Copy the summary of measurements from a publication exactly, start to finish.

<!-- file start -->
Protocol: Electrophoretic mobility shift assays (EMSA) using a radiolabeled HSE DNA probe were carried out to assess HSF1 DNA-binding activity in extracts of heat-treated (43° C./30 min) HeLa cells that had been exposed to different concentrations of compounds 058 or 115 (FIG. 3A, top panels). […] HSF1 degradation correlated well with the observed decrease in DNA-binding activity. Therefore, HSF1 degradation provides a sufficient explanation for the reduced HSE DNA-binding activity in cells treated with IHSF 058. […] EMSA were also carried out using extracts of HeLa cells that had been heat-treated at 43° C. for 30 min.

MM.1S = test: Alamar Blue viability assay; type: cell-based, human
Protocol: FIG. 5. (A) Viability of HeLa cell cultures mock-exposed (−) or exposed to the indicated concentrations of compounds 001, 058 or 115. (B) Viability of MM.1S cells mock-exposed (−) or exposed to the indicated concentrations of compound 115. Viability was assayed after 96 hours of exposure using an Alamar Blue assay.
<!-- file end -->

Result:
Protocol: Electrophoretic mobility shift assays (EMSA) using a radiolabeled HSE DNA probe were carried out to assess HSF1 DNA-binding activity in extracts of heat-treated (43° C./30 min) HeLa cells that had been exposed to different concentrations of compounds 058 or 115 (FIG. 3A, top panels). […] HSF1 degradation correlated well with the observed decrease in DNA-binding activity. Therefore, HSF1 degradation provides a sufficient explanation for the reduced HSE DNA-binding activity in cells treated with IHSF 058. […] EMSA were also carried out using extracts of HeLa cells that had been heat-treated at 43° C. for 30 min.

MM.1S = test: Alamar Blue viability assay; type: cell-based, human
Protocol: FIG. 5. (A) Viability of HeLa cell cultures mock-exposed (−) or exposed to the indicated concentrations of compounds 001, 058 or 115. (B) Viability of MM.1S cells mock-exposed (−) or exposed to the indicated concentrations of compound 115. Viability was assayed after 96 hours of exposure using an Alamar Blue assay.